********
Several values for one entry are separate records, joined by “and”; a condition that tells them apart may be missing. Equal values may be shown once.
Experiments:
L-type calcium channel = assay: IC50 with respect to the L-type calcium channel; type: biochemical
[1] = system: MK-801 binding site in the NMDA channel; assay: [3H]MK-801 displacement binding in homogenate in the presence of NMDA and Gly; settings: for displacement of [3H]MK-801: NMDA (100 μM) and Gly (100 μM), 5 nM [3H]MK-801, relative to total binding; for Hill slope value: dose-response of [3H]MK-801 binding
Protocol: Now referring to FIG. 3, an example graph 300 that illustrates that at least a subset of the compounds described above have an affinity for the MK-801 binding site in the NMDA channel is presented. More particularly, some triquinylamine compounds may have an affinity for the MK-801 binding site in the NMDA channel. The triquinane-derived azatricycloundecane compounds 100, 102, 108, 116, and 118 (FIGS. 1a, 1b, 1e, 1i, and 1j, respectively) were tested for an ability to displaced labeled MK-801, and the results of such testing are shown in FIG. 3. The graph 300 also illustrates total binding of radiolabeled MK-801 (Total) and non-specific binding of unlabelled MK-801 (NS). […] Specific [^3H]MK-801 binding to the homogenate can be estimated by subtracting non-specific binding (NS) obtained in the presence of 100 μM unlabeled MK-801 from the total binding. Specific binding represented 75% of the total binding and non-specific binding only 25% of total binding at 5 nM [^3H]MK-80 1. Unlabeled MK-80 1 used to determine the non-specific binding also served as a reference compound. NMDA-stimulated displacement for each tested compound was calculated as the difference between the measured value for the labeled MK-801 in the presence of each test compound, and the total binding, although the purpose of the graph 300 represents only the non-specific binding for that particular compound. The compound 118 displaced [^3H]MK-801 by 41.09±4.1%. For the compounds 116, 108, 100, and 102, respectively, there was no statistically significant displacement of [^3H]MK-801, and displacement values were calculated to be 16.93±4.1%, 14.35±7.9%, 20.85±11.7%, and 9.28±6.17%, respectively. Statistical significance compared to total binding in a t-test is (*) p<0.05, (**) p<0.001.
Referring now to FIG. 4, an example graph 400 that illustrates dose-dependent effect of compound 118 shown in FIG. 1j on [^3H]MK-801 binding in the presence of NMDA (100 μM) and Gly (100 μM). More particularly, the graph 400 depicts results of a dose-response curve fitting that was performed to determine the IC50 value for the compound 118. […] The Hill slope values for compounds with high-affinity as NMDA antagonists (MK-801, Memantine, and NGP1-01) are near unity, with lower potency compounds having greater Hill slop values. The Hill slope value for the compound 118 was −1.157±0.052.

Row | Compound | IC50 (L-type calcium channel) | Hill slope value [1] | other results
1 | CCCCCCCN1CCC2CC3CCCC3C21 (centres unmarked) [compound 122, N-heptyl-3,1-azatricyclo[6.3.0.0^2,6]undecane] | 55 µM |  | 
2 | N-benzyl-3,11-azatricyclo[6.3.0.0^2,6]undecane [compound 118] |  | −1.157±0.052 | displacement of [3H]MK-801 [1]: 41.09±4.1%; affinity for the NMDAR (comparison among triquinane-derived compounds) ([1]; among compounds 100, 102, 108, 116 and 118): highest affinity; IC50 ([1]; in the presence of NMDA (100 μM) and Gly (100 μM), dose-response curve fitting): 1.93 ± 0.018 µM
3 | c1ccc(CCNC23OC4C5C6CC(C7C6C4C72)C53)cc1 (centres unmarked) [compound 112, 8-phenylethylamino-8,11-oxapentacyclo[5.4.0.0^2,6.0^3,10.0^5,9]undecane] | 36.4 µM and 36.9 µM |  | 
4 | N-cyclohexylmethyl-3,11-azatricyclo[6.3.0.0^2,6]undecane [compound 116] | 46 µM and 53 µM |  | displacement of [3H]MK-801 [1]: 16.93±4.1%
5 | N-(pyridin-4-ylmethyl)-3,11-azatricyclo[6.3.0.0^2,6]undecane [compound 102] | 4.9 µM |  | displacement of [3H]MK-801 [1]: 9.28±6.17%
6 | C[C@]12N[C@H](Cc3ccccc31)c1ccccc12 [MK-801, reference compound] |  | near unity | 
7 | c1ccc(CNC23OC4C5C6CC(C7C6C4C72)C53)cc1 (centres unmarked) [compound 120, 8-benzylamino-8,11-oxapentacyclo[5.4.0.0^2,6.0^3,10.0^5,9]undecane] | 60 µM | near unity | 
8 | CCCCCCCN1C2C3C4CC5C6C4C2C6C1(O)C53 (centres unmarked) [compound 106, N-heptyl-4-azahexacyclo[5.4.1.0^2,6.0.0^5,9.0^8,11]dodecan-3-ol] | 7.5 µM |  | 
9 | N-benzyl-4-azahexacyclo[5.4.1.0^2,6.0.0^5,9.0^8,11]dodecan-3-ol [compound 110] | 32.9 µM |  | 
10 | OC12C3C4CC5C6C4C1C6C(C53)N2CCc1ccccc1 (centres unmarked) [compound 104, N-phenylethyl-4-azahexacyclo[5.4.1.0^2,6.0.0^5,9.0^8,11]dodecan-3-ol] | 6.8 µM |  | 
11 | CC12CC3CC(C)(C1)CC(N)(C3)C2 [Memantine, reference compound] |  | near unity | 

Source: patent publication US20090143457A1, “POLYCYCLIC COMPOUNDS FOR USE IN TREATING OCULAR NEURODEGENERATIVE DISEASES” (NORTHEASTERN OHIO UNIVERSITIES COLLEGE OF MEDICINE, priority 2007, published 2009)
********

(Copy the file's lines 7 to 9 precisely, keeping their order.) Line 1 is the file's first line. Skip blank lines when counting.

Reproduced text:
Row | Compound | IC50 (L-type calcium channel) | Hill slope value [1] | other results
1 | CCCCCCCN1CCC2CC3CCCC3C21 (centres unmarked) [compound 122, N-heptyl-3,1-azatricyclo[6.3.0.0^2,6]undecane] | 55 µM |  | 
2 | N-benzyl-3,11-azatricyclo[6.3.0.0^2,6]undecane [compound 118] |  | −1.157±0.052 | displacement of [3H]MK-801 [1]: 41.09±4.1%; affinity for the NMDAR (comparison among triquinane-derived compounds) ([1]; among compounds 100, 102, 108, 116 and 118): highest affinity; IC50 ([1]; in the presence of NMDA (100 μM) and Gly (100 μM), dose-response curve fitting): 1.93 ± 0.018 µM